The last decade has seen the emergence of what researchers at the Brookings Institute call “a new geography of innovation.” Once sequestered in the suburbs on corporate research campuses, the most innovative companies and entrepreneurs are finding their way back to more dense urban areas–and into innovation districts.
Not only a geographical designation, but a complex partnership, investment, and city planning strategy, as described by Bruce Katz and Julie Wagner, these districts “are geographic areas where leading-edge anchor institutions and companies cluster and connect with start-ups, business incubators and accelerators. They are also physically compact, transit-accessible, and technically-wired and offer mixed-use housing, office, and retail.”
This type of development isn’t just about innovation or lab space; and it’s not just universities or research institutions that are driving this change. Rather, innovation districts constitute a form of development that brings public and private research institutions (universities, hospitals, government institutes) together with cutting-edge businesses, startups, developers, and state and local leaders, to invest in and reshape our cities. The factory jobs that had historically defined the economic life of the Midwestern U.S. cities have been gone for a generation. Innovation districts point the way forward, not only in terms of generating solutions of our most pressing problems but also in terms of fostering the growth of sustainable jobs.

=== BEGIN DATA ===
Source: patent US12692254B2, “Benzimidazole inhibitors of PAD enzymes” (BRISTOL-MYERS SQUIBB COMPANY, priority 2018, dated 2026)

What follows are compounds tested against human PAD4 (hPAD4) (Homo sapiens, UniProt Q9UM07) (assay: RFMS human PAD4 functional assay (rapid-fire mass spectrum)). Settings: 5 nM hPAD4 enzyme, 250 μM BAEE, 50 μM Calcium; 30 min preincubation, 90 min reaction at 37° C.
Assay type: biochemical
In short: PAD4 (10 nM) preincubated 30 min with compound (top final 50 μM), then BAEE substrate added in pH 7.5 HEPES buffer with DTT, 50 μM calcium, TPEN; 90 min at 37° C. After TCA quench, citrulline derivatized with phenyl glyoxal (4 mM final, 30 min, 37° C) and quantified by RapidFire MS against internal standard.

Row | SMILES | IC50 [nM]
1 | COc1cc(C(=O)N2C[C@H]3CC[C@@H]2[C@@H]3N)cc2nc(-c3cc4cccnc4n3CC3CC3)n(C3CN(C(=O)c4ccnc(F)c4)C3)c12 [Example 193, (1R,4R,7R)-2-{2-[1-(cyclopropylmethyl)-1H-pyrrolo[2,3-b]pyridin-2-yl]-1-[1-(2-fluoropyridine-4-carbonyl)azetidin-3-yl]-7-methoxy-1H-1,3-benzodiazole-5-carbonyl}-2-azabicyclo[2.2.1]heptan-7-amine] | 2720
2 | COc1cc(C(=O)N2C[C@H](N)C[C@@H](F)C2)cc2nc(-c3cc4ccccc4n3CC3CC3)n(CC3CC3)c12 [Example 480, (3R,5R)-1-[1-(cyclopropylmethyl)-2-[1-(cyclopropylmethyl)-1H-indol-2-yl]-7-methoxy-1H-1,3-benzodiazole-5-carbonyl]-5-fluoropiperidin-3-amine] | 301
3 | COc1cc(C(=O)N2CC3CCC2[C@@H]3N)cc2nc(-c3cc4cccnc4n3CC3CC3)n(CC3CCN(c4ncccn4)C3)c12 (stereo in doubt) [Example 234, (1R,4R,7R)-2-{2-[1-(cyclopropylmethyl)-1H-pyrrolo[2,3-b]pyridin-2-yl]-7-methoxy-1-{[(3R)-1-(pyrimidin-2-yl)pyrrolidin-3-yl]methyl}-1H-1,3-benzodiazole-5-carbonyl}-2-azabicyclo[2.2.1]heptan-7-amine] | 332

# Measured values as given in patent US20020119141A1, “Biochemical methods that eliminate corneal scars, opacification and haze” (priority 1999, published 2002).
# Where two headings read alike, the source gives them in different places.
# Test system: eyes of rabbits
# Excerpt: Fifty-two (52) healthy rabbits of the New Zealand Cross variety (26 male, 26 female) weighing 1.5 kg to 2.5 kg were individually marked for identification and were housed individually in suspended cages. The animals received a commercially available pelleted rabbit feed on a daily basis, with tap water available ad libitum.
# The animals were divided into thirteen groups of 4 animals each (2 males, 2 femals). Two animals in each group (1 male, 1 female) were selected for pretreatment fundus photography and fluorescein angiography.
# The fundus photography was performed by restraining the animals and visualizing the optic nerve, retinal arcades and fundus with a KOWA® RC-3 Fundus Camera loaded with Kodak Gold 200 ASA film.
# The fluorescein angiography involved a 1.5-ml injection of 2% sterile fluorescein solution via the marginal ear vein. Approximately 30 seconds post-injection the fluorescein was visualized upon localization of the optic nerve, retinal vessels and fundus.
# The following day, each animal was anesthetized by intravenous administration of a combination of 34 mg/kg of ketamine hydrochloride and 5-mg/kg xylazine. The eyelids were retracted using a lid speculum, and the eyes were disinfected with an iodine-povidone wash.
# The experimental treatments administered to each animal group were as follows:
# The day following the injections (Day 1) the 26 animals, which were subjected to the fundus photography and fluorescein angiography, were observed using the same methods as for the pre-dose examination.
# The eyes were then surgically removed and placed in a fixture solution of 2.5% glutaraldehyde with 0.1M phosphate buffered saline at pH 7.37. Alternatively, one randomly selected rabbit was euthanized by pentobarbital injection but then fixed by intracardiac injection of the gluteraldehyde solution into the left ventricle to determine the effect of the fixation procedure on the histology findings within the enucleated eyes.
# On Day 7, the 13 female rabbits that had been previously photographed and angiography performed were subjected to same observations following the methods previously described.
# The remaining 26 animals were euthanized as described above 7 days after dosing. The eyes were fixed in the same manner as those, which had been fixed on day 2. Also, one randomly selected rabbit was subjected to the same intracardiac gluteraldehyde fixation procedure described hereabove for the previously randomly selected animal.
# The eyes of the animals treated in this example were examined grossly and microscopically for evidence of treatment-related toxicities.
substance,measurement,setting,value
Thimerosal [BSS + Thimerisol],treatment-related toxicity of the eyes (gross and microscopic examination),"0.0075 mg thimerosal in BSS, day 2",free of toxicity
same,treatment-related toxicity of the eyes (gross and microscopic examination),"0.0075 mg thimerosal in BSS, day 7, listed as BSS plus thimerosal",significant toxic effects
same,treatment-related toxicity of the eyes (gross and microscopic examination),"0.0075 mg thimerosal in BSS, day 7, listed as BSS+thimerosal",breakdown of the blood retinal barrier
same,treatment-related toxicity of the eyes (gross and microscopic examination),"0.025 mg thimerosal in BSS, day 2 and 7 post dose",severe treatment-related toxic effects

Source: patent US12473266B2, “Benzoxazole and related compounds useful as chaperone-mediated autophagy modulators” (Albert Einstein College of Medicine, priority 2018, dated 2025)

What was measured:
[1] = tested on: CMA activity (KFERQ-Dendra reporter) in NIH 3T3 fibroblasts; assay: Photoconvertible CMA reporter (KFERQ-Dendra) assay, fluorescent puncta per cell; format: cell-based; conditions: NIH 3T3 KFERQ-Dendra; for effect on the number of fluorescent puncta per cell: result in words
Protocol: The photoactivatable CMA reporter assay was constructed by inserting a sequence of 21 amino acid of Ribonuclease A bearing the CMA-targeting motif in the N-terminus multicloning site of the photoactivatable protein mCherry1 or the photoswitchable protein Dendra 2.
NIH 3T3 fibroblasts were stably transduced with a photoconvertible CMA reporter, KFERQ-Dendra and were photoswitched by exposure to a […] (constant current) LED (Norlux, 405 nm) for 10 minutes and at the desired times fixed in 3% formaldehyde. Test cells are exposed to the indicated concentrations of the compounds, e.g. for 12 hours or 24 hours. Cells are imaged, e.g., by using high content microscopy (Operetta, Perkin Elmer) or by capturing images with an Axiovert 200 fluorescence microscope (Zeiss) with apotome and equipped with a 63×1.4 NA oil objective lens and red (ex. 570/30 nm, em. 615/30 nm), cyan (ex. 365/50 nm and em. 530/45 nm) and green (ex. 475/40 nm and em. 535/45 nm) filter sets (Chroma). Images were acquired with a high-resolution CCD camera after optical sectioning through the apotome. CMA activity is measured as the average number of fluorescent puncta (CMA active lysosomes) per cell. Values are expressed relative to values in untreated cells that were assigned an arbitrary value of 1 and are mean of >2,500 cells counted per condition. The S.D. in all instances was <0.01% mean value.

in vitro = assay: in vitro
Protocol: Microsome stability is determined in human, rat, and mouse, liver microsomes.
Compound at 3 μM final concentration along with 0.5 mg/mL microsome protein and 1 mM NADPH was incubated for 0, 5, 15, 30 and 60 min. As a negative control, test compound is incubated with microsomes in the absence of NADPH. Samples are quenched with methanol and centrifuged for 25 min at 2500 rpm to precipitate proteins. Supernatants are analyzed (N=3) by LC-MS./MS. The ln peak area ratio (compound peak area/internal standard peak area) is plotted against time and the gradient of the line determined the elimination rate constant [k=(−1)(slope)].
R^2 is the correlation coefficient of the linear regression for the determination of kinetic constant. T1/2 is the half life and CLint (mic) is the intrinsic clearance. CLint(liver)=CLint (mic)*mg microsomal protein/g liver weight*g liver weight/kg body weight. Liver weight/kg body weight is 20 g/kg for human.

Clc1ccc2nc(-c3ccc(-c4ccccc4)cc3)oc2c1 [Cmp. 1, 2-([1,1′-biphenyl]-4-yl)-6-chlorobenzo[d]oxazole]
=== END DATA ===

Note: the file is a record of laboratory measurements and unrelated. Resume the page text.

Responding, in part, to the desire of highly sought-after research talent for a more balanced, integrated life, innovation districts look beyond the office (and beyond the lab) to entice researchers with complete neighborhoods–places where you can live and work, catch a show, haunt a local coffee shop, and relax in a park. There are, of course, numerous other benefits, not only for workers, but for each of the institutions and actors involved in their development.
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